Evidently, Keys 2 was not designed for radio play. Cleopatra Records releases about 600 CDs a year, mostly punk and industrial music for college audiences. Cleopatra is not equipped to promote a record to commercial radio, according to a label spokesman. In fact, the company is delighted that 70,000 copies of Keys 2 have sold since November, he said. Although such expectations are not unusual for a small, independent label, they're subpar for Yes, which seemed to have higher hopes for Open Your Eyes. But that album, too, has sold only 70,000 copies to date and fell off the Billboard Top 200 chart after one week at No. 151, making it the first new Yes studio album to fail to crack Billboard's Top 40 since 1970's Time and a Word. (Keys To Ascension, Vol. 2 didn't even make it to Billboard's Top 200 chart.) To put the band's current album sales in perspective, 13 Yes albums have sold more than 500,000 copies, achieving gold status -- and three of those were live or greatest-hits collections.
Squire claims the band ignores business considerations when recording, but he reveals at least a smidgen of strategic thinking in describing the band's approach to Open Your Eyes.
"There's no competition between Open Your Eyes and Keys 2, just two slightly different approaches to Yes," he says. "Open Your Eyes was designed more around a song approach. We weren't looking to do tracks longer than five or six minutes. We were looking to do that length of Yes style, and it proved correct. We've actually had a lot of airplay for Open Your Eyes. [The title track reached No. 33 on Billboard's Rock Tracks chart, an indicator of radio-play frequency.] Our management says that we're better set up for the next album now than we were before the record came out."
Asked whether management decisions creep into the songwriting process, Squire says that if they do, they do so subconsciously. "It's not like we go into the studio thinking, 'Wow, I really have to make money off this album.' That theory never works. You can drive yourself nuts trying to do that. It's easier to try and please yourself musically and see what you come up with."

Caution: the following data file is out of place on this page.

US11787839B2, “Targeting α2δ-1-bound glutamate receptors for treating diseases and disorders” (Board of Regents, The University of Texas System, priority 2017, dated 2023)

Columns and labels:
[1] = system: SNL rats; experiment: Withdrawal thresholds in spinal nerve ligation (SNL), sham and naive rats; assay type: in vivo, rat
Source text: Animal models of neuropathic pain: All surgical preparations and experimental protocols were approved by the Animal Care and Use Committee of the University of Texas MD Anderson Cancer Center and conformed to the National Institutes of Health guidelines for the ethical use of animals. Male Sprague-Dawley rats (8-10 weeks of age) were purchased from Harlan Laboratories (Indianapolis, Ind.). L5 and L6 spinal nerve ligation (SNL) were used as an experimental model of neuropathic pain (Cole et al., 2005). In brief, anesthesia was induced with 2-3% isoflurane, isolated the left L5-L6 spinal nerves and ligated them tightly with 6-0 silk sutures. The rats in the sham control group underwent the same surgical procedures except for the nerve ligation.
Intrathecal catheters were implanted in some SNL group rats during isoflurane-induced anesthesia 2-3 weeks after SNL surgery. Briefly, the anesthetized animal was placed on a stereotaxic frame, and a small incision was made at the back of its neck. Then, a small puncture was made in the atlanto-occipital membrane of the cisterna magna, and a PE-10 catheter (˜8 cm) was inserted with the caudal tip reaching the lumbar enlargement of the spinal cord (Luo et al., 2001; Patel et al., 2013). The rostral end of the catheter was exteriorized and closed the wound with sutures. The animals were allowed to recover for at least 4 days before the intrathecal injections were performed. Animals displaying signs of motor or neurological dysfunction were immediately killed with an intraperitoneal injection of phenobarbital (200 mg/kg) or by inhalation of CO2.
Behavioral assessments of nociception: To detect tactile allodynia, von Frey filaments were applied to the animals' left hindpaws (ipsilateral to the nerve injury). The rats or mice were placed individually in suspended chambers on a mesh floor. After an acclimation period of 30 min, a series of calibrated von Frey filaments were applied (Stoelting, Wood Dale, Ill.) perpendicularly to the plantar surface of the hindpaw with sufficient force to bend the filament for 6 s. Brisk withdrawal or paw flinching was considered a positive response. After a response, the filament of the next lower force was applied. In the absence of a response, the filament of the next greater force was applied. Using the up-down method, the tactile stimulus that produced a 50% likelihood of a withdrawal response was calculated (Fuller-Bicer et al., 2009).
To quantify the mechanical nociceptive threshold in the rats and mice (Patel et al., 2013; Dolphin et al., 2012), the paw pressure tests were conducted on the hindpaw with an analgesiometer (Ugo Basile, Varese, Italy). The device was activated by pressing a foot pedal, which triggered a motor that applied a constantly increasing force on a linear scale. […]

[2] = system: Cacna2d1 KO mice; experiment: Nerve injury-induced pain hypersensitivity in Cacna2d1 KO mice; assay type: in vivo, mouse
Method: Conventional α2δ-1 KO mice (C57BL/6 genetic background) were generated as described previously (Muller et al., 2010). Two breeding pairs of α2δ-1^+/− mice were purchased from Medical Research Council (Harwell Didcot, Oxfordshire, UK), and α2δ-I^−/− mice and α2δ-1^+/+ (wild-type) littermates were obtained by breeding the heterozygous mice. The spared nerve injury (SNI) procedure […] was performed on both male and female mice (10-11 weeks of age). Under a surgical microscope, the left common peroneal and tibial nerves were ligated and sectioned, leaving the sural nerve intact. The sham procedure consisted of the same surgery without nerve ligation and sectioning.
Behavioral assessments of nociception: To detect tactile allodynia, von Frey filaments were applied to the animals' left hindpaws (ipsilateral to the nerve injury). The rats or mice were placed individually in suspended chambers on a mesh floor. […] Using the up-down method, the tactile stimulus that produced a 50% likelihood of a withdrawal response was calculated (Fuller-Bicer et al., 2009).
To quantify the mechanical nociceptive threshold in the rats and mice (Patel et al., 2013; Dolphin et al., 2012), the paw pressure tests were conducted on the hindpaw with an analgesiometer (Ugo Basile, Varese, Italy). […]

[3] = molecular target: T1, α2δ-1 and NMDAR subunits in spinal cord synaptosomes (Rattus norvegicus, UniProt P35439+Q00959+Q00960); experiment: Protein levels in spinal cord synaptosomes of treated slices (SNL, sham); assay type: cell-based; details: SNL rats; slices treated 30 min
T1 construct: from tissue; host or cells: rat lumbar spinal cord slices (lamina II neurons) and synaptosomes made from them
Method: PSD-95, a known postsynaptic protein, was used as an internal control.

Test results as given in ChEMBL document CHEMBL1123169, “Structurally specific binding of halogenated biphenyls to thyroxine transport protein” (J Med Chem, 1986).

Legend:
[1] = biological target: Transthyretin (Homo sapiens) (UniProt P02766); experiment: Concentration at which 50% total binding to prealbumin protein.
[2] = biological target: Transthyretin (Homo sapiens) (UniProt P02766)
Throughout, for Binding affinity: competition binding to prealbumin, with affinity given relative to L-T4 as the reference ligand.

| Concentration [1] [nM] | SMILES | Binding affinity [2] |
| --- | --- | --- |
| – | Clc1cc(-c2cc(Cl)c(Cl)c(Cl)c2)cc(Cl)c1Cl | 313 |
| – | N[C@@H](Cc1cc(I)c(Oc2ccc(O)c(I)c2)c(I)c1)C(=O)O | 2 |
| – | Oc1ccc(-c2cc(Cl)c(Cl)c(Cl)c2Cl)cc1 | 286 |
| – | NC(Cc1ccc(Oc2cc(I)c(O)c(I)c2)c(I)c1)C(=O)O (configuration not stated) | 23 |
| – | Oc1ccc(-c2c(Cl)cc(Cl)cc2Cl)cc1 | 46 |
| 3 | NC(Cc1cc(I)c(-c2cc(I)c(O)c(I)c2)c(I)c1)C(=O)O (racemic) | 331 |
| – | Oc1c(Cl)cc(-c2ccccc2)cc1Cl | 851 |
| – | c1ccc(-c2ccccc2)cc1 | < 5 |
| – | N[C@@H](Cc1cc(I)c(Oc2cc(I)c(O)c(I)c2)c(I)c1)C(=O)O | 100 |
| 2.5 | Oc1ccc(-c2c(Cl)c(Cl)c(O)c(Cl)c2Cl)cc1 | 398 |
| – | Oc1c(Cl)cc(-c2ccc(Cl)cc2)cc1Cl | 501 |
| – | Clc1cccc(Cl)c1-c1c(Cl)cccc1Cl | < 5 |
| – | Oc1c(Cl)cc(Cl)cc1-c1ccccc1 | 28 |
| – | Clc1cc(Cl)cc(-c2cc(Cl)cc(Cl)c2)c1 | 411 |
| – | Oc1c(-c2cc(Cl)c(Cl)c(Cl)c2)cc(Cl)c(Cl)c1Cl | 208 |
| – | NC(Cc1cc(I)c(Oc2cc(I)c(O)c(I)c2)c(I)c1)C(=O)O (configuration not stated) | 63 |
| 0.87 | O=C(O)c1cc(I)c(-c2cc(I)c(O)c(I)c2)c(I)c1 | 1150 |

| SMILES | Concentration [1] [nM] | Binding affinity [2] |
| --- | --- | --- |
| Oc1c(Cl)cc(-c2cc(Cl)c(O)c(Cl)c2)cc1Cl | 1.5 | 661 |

Squire claims that, thanks to the band's popularity as a live act, financial concerns are minor these days. "There's a bit of the Grateful Dead in Yes," he jokes. "We make money on these tours. So really, what we want to do in the studio is do a damn good new album. We never really know what direction it's gonna go in until we start doing it."
Considering the highs and lows Squire has experienced with Yes, it's no surprise that he's as nonchalant as he is. Amid all the turbulence, Yes was fortunate enough to have two remarkable runs of success: in the '70s, when "Roundabout" became a radio staple and Fragile, Close to the Edge, Tales From Topographic Oceans, Relayer, Going for the One and Tormato were Top 10 albums; and again in the mid-'80s, when "Owner of a Lonely Heart" became the No. 1 song in the country and both 90125 and Big Generator sold more than a million copies.
The low point for Squire came in 1981, when Yes actually broke up for a short time. During this brief hiatus, Squire and White planned to form a band with Jimmy Page and Robert Plant, whose group Led Zeppelin had disbanded after the alcohol-related death of drummer John Bonham. They jammed with Page for months, but Plant was still too grief-stricken, and plans for the band (to be known as XYZ) disintegrated.
For now Yes is in no danger of breaking up, according to Squire. Despite being hitless for a number of years and Wakeman-less for the time being, he claims the band's operations are running smoothly.
"At the moment everything feels good," he says. "There will be a Yes for at least another couple of years, and that's all you can think about [in] any business, really. You hope it goes beyond that, but I can see a pretty bright future for the whole band for the next couple of years."
Yes will perform at Coral Sky Amphitheatre in West Palm Beach with opening act Alan Parsons Live Project on Saturday, August 8, at 7 p.m. The local band Kickback will perform on Coral Sky's Rapids Stage at 5:30 p.m. as the audience arrives. For tickets call 954-523-3309 in Broward or 561-966-3309 in Palm Beach.